Plans to increase storage limits for eggs, sperm and embryos

People across the UK will have more choice over when to start a family as the government sets out plans to increase the storage limits for eggs, sperm and embryos.

Following a public consultation earlier this year, proposals will be introduced to increase the statutory storage limits for everyone from the current 10 years, to a 10 year renewable storage period up to a maximum of 55 years.

Under the new system, prospective parents will be given the option at 10-year intervals to keep or dispose of frozen eggs, sperm and embryos.

This update not only ensures greater reproductive choice and less pressured decision-making for parents thinking about when to start a family, but it will also ensure greater equality as the same rules will apply to everyone and storage limits will not be dictated by medical needs.

Health and social care secretary, Sajid Javid, said: ‘The current storage arrangements can be severely restrictive for those making the important decision about when to start a family, and this new legislation will help turn off the ticking clock in the back of people’s minds.

‘There are any number of reasons why someone may choose to preserve their fertility, and it is one of the most personal decisions any of us can make.

‘Technological breakthroughs, including in egg freezing, have changed the equation in recent years and its only right that this progress puts more power into the hands of potential parents.

‘By making these changes, we are going to take a huge step forwards – not just for giving people greater freedom over their fertility, but for equality too.’

pair of baby's pink knit shoes on bench

The proposed changes are made possible by using the latest freezing methods. Evidence shows frozen eggs can be stored indefinitely without deterioration, due to a new freezing technique called vitrification, and changes reflect the increasing success of using frozen embryos in routine IVF treatment.

It would be inappropriate for the limit to apply to all cases so there will be additional conditions around third party donors and posthumous use. This will be consulted upon separately.

Julia Chain, Human Fertilisation and Embryology Authority (HFEA) chair, said: ‘We welcome the government’s plans to extend the storage limit for frozen eggs, sperm and embryos, bringing the law in line with advances in science, changes in modern society and individuals’ reproductive choices.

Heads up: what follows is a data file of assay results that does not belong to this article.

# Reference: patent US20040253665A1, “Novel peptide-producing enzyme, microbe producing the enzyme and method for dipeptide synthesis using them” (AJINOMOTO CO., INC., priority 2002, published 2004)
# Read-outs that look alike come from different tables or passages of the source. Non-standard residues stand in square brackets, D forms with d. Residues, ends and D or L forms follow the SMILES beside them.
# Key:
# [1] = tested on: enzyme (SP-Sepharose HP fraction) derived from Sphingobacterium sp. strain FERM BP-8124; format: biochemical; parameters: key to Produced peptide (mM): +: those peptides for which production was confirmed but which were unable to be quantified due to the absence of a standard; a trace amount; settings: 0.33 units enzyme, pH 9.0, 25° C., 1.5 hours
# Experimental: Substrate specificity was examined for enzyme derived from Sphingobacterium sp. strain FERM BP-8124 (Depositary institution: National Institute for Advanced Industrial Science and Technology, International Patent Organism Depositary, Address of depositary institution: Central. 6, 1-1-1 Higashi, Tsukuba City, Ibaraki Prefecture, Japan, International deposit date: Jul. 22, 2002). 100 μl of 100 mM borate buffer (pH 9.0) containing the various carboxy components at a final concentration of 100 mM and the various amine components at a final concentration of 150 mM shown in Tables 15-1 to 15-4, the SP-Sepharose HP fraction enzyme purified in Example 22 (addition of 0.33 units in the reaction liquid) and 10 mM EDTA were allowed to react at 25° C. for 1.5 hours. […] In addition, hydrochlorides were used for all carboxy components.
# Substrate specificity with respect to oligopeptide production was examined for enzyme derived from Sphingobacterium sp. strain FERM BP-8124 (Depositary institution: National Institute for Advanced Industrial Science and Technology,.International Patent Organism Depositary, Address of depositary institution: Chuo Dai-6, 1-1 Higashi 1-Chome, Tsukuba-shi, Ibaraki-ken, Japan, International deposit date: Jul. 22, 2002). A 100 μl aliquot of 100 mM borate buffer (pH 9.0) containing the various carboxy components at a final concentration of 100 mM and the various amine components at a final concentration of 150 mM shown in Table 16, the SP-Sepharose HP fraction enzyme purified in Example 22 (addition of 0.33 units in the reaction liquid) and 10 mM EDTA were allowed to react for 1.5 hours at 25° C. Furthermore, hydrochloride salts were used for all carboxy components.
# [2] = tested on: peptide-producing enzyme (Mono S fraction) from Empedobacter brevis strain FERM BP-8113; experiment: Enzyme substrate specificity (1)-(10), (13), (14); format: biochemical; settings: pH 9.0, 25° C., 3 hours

‘This is great news for patients, giving them more time to make important decisions about family planning. “Any decision to store or preserve eggs, sperm or embryos is a serious one and anyone considering this must be given full information on the procedures involved, including the best time to freeze and the likelihood of successfully using them to have a baby in future.

‘It is important that the new rules are clear and that fertility clinics are given adequate time to update their procedures to ensure they can both implement the changes effectively and give patients sufficient information so that they are fully informed about their options.’

Minister for innovation, Lord Bethell said: ‘People across the UK are starting families later in life and it is increasingly commonplace for people to choose to freeze their eggs, sperm and embryos to preserve fertility.

‘There are myriad reasons for this, such as not being ready or able to start a family or having a medical condition that can lead to premature infertility.

‘Prospective parents should not have to wrestle with time limits on their fertility choices, and this important change to storage timescales will give people more control over their future and eliminate the pressure that comes with knowing a decision has to be made within 10 years.’

Photo Credit – 🇸🇮 Janko Ferlič


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